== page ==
A CONVERSATION WITH MICHAEL BROFMAN, FOUNDER AND ARTISTIC DIRECTOR OF THE BROOKLYN ART SONG SOCIETY

Rick Perdian spoke with Michael Brofman, founder and artistic director of the Brooklyn Art Song Society, about the impact of the pandemic on the organization and its plans for the future

Michael Brofman © Meg Goldberg

In the midst of its tenth anniversary season, the Brooklyn Art Song Society (BASS) had to cancel everything when New York became the global epicenter of the novel coronavirus in March. For its 2020-21 season, BASS is going digital and will celebrate the legacy of Franz Schubert, the first and arguably the greatest composer of German Lieder, with five programs of more than 100 of his songs. In addition, BASS will launch the New Voices Festival, which seeks to reimagine the art song for the twenty-first century.

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We’ll be back! The City of Birmingham Symphony Orchestra weathering the Covid-19 storm

CBSO perform Mahler’s ‘Symphony of a Thousand’ (c) Andrew Fox

On 4 March 2020 I went to Symphony Hall, Birmingham to hear the City of Birmingham Symphony Orchestra and the CBSO Chorus give a fine performance of Brahms’ Ein Deutsches Requiem conducted by the orchestra’s charismatic Osborn Music Director, Mirga Gražinytė-Tyla (review). Though the Coronavirus alarm bells were ringing ever more loudly by that point, little did I imagine that this would be the last time that I would be able to hear the CBSO during their 2019/20 season. I had plans to review several more of their concerts, most notably their planned performance of Britten’s War Requiem on 20 June. Not long after that Brahms concert, though, the UK was put into lockdown and the orchestra was obliged to cancel future concerts on an incremental basis, including a 12-concert tour of Germany and Austria. Eventually, on 30 April, they bowed to the inevitable and cancelled the remainder of the season.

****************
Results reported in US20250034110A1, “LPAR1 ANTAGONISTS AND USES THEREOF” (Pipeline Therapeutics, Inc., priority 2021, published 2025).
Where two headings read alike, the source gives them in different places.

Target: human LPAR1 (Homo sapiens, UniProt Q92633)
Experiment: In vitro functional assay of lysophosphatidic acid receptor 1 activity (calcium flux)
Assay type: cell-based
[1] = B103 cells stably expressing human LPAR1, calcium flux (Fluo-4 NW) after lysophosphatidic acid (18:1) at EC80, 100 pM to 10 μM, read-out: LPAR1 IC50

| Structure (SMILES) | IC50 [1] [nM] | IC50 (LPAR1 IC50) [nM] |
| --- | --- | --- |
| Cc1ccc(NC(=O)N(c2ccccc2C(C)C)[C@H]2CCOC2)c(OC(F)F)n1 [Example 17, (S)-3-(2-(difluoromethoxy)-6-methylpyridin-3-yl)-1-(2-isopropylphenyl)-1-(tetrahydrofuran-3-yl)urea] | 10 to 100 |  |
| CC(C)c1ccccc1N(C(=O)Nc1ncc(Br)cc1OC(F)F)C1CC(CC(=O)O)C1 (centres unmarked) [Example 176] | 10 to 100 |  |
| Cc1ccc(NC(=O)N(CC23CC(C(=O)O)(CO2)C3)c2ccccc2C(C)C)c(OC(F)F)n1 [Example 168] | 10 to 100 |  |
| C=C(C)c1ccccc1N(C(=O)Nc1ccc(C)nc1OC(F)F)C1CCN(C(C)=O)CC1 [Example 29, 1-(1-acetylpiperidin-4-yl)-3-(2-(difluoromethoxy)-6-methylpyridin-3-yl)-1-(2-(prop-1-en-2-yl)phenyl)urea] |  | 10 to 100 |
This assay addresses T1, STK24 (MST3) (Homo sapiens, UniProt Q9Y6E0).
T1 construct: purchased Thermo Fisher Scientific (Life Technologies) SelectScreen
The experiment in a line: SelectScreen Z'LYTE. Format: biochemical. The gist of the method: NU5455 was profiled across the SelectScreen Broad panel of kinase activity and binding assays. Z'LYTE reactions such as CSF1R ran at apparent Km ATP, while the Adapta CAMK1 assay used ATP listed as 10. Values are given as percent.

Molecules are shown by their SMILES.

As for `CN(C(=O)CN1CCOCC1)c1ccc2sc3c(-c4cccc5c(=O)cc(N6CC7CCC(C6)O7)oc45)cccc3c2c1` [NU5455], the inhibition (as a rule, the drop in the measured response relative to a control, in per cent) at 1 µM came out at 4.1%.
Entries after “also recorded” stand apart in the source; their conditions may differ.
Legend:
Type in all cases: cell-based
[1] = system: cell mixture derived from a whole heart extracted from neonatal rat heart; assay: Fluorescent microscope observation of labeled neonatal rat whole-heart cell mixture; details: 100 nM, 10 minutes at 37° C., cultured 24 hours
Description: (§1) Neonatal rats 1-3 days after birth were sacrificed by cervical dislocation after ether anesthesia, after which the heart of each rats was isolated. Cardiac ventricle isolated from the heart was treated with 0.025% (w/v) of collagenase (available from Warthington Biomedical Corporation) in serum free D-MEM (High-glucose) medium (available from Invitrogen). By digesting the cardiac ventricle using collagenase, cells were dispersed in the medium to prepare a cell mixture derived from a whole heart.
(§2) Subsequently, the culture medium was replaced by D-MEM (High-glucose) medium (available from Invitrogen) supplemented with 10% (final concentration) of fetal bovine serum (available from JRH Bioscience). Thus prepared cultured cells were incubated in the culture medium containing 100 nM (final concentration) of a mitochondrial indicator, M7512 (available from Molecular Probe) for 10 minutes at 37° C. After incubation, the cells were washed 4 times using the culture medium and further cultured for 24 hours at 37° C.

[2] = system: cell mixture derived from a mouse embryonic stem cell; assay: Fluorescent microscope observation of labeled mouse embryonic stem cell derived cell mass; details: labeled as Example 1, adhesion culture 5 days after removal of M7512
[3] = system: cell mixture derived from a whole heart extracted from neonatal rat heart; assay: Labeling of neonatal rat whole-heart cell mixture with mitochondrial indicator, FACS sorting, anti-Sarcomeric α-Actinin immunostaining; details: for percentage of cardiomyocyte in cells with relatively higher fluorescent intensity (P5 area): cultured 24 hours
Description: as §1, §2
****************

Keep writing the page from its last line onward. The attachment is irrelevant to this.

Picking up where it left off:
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ACCOMPANIST OR PARTNER? PIANIST SUSIE ALLAN IN CONVERSATION WITH JOHN QUINN

Susie Allan talks to John Quinn

Susie Allan (c) Bill Wyatt

A little while ago I read two online reviews of the same Lieder recital. The singer and pianist involved were both highly distinguished musicians in their own right and, in addition, have worked together in recital quite frequently in the past. Both reviews were written by experienced and knowledgeable reviewers but there was a significant difference between them. One, admittedly the longer of the two, commentated on both the singer and the pianist in almost equal measure. The other addressed the work and the performance of the singer but the contribution of the pianist was covered in a final short paragraph which consisted of just two sentences.

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APOLLO FIRE’S JEANNETTE SORRELL DISCUSSES O JERUSALEM!

Jeannette Sorrell of Apollo’s Fire talks with Mark Sebastian Jordan about ‘O Jerusalem!’

Jeannette Sorrell addresses an audience